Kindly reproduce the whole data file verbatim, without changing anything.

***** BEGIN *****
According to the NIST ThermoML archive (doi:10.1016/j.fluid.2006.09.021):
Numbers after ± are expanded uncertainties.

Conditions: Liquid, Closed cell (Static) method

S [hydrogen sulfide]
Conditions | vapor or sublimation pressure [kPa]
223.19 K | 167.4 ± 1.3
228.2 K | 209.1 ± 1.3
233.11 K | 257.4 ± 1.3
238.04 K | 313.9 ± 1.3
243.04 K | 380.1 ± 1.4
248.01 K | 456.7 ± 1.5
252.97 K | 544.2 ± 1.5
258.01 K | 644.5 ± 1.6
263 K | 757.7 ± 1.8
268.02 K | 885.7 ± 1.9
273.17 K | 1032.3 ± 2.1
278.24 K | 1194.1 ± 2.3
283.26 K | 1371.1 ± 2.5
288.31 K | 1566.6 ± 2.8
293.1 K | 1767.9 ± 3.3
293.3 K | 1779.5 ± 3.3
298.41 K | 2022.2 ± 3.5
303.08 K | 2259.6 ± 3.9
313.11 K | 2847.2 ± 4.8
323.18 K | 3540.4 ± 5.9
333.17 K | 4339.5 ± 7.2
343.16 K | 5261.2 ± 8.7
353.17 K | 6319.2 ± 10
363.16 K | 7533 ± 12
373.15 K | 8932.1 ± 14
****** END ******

According to the NIST ThermoML archive (doi:10.1016/j.fluid.2006.09.021):
Numbers after ± are expanded uncertainties.

Conditions: Liquid, Closed cell (Static) method

S [hydrogen sulfide]
Conditions | vapor or sublimation pressure [kPa]
223.19 K | 167.4 ± 1.3
228.2 K | 209.1 ± 1.3
233.11 K | 257.4 ± 1.3
238.04 K | 313.9 ± 1.3
243.04 K | 380.1 ± 1.4
248.01 K | 456.7 ± 1.5
252.97 K | 544.2 ± 1.5
258.01 K | 644.5 ± 1.6
263 K | 757.7 ± 1.8
268.02 K | 885.7 ± 1.9
273.17 K | 1032.3 ± 2.1
278.24 K | 1194.1 ± 2.3
283.26 K | 1371.1 ± 2.5
288.31 K | 1566.6 ± 2.8
293.1 K | 1767.9 ± 3.3
293.3 K | 1779.5 ± 3.3
298.41 K | 2022.2 ± 3.5
303.08 K | 2259.6 ± 3.9
313.11 K | 2847.2 ± 4.8
323.18 K | 3540.4 ± 5.9
333.17 K | 4339.5 ± 7.2
343.16 K | 5261.2 ± 8.7
353.17 K | 6319.2 ± 10
363.16 K | 7533 ± 12
373.15 K | 8932.1 ± 14